and each symbol is at most $n$...

Any ideas about where to find previous work?

I can find the answers for small $n$ using a brute force search, but I'd like to know more generally.

For example, $1^3+2^3+3^3+4^3+5^3+6^3+7^3 = 784$

Of the sequences of length $n$ using the symbols in $\{1,\ldots, n\}$, 5460 of them have this same sum of cubes. $5460-7!$ of them are not permutations of $[n]$. The same thing happens with the sum of fourth powers (but not when $p=5$).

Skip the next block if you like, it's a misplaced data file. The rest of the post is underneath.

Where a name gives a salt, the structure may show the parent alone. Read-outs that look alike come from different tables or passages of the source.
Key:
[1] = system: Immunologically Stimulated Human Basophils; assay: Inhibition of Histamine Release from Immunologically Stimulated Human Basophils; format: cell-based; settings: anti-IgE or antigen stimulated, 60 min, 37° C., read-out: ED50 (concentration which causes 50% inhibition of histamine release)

1. For which $p$ is the norm of a permutation of $[n]$ distinct from the norm of these other sequences?

  2. Otherwise, what is the proportion of "false positives"?

  3. Is there a $p_0$ for which $p>p_0$ always gives this distinction? What is $p_0$?

  • $\begingroup$ needless to say, I can cut some of the computation by considering multisets of size $n$ on $n$ symbols. $\endgroup$ Jun 23, 2011 at 15:12


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